universals, in philosophy, term applied to general or abstract objects such as concepts, qualities, relations, and numbers, as opposed to particular objects. The exact nature of a universal deeply concerned thinkers in the Middle Ages. The extreme realists, following Plato, maintained that universals exist independently of both the human mind and particular things. In nominalism universals are considered arbitrary constructions of the human mind. In conceptualism universals exist only in the mind, as concepts, but they are not arbitrary, as they reflect similarities among particular things. Conceptualism led to the moderate realism of St. Thomas Aquinas and John of Salisbury.
See R. I. Aaron, Theory of Universals (2d ed. 1967); D. M. Armstrong, Universals and Scientific Realism (2 vol., 1980).
"universals." The Columbia Encyclopedia, 6th ed.. . Encyclopedia.com. (March 22, 2018). http://www.encyclopedia.com/reference/encyclopedias-almanacs-transcripts-and-maps/universals
"universals." The Columbia Encyclopedia, 6th ed.. . Retrieved March 22, 2018 from Encyclopedia.com: http://www.encyclopedia.com/reference/encyclopedias-almanacs-transcripts-and-maps/universals
Encyclopedia.com gives you the ability to cite reference entries and articles according to common styles from the Modern Language Association (MLA), The Chicago Manual of Style, and the American Psychological Association (APA).
Within the “Cite this article” tool, pick a style to see how all available information looks when formatted according to that style. Then, copy and paste the text into your bibliography or works cited list.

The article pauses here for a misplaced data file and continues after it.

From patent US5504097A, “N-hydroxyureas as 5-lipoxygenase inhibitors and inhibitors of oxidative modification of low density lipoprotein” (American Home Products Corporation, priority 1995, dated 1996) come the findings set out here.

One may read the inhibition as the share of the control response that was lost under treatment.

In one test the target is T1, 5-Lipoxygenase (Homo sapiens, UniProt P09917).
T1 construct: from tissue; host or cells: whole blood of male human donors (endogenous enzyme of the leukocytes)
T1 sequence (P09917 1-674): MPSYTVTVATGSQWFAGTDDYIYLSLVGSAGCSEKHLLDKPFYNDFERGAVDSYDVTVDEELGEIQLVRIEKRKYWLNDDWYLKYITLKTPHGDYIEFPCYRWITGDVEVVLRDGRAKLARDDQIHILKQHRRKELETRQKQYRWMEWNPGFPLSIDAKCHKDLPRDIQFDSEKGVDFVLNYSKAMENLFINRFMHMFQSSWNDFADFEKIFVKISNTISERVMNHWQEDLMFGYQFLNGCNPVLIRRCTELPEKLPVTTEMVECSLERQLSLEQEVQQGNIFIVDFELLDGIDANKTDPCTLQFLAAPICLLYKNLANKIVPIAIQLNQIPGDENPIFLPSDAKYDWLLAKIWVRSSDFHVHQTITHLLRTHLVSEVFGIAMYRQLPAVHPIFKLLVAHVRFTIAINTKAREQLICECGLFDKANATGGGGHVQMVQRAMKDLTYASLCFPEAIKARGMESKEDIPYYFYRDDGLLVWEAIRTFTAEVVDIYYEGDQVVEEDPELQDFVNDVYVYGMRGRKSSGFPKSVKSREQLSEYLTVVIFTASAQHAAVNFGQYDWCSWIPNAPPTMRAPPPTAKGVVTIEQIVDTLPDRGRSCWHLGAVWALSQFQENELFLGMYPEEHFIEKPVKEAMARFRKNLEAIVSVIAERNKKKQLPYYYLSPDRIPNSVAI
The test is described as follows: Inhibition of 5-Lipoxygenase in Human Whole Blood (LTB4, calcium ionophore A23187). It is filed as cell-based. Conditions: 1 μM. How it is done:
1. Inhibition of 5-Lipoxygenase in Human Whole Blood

Because each style has its own formatting nuances that evolve over time and not all information is available for every reference entry or article, Encyclopedia.com cannot guarantee each citation it generates. Therefore, it’s best to use Encyclopedia.com citations as a starting point before checking the style against your school or publication’s requirements and the most-recent information available at these sites:
Modern Language Association
The Chicago Manual of Style
American Psychological Association
- Most online reference entries and articles do not have page numbers. Therefore, that information is unavailable for most Encyclopedia.com content. However, the date of retrieval is often important. Refer to each style’s convention regarding the best way to format page numbers and retrieval dates.
- In addition to the MLA, Chicago, and APA styles, your school, university, publication, or institution may have its own requirements for citations. Therefore, be sure to refer to those guidelines when editing your bibliography or works cited list.